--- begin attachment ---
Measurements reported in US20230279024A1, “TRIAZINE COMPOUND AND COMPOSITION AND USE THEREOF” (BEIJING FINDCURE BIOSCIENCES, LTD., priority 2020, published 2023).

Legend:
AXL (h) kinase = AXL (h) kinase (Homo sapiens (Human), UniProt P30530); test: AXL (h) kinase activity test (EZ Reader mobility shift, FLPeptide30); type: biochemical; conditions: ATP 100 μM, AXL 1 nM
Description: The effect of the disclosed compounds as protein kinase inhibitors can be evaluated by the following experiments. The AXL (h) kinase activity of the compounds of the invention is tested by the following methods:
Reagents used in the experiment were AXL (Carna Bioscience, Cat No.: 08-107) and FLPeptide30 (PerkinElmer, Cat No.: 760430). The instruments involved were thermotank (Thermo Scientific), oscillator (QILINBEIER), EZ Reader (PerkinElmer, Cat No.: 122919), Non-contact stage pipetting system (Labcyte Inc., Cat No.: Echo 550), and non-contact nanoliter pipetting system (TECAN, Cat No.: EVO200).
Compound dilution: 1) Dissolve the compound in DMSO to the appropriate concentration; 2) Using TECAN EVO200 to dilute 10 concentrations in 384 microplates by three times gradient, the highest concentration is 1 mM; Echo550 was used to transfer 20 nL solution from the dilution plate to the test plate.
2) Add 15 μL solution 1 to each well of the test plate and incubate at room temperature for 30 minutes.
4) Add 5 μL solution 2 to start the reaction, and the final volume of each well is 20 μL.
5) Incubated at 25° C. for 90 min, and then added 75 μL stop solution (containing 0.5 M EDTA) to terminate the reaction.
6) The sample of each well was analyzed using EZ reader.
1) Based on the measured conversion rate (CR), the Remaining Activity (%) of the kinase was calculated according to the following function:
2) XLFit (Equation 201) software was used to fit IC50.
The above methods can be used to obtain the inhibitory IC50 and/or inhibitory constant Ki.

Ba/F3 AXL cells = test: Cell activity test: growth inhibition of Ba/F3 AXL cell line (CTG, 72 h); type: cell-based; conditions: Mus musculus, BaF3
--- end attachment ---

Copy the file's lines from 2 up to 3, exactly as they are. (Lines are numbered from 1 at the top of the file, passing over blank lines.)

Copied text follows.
Legend:
AXL (h) kinase = AXL (h) kinase (Homo sapiens (Human), UniProt P30530); test: AXL (h) kinase activity test (EZ Reader mobility shift, FLPeptide30); type: biochemical; conditions: ATP 100 μM, AXL 1 nM